Integrating ACC-FMCW Radar for Multi-sensor Navigation in Challenging GNSS Environments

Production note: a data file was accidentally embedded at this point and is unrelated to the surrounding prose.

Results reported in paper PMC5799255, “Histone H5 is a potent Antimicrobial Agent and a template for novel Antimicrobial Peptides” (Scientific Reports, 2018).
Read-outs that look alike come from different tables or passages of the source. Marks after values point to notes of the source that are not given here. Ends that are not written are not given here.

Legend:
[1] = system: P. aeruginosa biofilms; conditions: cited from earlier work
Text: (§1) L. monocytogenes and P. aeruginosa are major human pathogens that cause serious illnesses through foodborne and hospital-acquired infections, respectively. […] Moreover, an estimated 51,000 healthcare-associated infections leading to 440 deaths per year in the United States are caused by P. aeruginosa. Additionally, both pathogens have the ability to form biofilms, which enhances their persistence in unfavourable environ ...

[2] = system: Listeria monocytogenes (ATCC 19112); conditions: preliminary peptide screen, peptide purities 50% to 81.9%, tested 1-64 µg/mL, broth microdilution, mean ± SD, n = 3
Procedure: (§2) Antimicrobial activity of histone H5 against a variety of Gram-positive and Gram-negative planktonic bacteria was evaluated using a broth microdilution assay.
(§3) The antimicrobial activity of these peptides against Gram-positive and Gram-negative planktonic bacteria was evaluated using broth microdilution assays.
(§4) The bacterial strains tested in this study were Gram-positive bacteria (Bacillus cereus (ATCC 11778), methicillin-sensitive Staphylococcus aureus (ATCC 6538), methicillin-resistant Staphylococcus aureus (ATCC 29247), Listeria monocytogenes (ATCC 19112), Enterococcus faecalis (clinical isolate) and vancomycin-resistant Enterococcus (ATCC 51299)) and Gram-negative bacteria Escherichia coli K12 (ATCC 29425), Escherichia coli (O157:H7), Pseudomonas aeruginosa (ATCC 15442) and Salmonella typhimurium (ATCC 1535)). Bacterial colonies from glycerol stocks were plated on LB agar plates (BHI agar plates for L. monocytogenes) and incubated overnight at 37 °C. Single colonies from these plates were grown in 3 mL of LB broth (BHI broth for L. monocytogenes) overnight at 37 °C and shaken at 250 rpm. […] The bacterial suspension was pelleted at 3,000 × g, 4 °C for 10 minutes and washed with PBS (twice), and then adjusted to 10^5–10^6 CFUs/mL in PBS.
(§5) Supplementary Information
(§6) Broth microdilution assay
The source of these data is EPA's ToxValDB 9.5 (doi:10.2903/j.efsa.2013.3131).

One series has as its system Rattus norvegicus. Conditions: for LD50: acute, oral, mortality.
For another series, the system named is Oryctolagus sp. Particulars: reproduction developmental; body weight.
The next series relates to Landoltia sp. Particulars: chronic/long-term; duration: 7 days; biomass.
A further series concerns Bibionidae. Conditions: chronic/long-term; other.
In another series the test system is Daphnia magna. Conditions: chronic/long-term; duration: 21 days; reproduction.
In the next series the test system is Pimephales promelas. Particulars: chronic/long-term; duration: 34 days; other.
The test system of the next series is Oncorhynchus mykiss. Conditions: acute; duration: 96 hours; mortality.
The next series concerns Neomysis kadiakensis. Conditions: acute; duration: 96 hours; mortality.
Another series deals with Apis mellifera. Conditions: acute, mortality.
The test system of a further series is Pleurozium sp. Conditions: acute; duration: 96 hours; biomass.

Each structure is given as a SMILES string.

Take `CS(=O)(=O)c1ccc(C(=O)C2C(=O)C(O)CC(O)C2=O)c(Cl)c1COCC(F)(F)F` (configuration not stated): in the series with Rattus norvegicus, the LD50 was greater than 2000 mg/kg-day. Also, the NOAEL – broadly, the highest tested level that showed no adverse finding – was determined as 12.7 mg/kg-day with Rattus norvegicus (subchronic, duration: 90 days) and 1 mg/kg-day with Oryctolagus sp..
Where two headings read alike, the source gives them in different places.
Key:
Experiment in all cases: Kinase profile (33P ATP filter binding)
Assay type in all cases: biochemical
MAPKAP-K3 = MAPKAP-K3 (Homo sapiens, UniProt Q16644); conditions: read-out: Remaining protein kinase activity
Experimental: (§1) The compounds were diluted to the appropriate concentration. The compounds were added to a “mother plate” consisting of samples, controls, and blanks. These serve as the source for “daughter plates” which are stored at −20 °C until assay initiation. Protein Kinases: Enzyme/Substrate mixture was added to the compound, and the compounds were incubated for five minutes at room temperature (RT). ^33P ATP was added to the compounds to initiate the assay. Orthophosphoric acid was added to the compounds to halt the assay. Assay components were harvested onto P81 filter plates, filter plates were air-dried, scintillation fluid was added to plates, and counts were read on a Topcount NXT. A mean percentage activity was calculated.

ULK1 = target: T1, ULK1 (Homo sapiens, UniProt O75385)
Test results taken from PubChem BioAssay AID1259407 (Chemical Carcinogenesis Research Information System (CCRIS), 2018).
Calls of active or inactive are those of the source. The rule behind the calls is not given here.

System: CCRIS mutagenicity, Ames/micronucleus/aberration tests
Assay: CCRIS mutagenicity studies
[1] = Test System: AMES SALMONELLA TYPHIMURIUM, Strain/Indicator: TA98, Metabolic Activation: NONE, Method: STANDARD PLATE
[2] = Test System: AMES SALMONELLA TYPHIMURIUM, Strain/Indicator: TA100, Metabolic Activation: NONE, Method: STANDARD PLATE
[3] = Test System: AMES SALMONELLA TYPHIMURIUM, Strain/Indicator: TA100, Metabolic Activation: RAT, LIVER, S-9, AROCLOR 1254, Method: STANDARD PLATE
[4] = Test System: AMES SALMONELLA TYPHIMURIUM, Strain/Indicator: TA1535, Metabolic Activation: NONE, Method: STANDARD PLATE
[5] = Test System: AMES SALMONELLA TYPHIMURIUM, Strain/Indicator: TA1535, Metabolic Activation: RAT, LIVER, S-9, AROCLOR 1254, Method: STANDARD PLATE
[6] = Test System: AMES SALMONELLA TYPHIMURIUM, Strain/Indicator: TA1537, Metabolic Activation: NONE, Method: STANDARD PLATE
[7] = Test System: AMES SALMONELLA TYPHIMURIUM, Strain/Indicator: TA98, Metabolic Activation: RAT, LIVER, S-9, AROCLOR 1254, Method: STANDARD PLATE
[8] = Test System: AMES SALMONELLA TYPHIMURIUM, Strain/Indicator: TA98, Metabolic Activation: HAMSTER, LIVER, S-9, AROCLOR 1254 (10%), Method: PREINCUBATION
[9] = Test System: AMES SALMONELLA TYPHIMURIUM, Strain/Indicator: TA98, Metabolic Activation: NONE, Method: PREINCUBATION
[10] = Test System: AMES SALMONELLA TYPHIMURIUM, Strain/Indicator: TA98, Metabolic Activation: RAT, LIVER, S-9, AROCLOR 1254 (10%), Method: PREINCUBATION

Autonomous vehicles’ positioning and navigation (POS/NAV) systems provide drivers with route guidance information relying mostly on the Global Navigation Satellite Systems (GNSS). The GNSS–based POS/NAV systems suffer from satellite signal blockage, interference and multipath usually experienced by land vehicles in urban areas. The integration with vehicle motion sensors enhances the overall performance for a short period of time. Autonomous land vehicles are now equipped with cameras, radars, and laser ranging devices utilized for blind spot display, collision avoidance, and lane departure warning. The availability of these systems provides an attractive opportunity to increase the POS/NAV system accuracy. This research focuses on the development of an integrated multi-sensor POS/NAV system capable of offering seamless positioning at meter level accuracy for autonomous land vehicles. To bridge the GNSS outages a multi-sensor system utilizing magnetic azimuth from a calibrated magnetometer is developed to enhance the performance of the overall POS/NAV solution by limiting the gyroscope bias drift over time. A new calibration technique is developed to reduce the errors associated with the magnetometer measurements and produce a robust azimuth. Furthermore, a new algorithm is developed to obtain robust positioning information from the adaptive cruise control frequency modulated continuous wave (ACC-FMCW) radar which is used to update the navigation system during GNSS outages. The proposed system is further improved by augmenting magnetic-azimuth update to limit the position drift for long GNSS outages. A further enhancement is added to the system by utilizing fast orthogonal search (FOS) to provide nonlinear error modeling of the residual errors associated with the ACC-FMCW radar positioning solution in order to reduce the error growth over extended and frequent GNSS outages. The proposed system is evaluated on several real road test trajectories involving different types of land vehicles experiencing different motion dynamics. GNSS outages of up to 10 minutes were intentionally introduced to examine the performance. The results show that the proposed method has resulted in a significant performance improvement in the positioning accuracy that can reach more than 80% if compared to the present methods that rely only on integrating the inertial sensor technology with GNSS.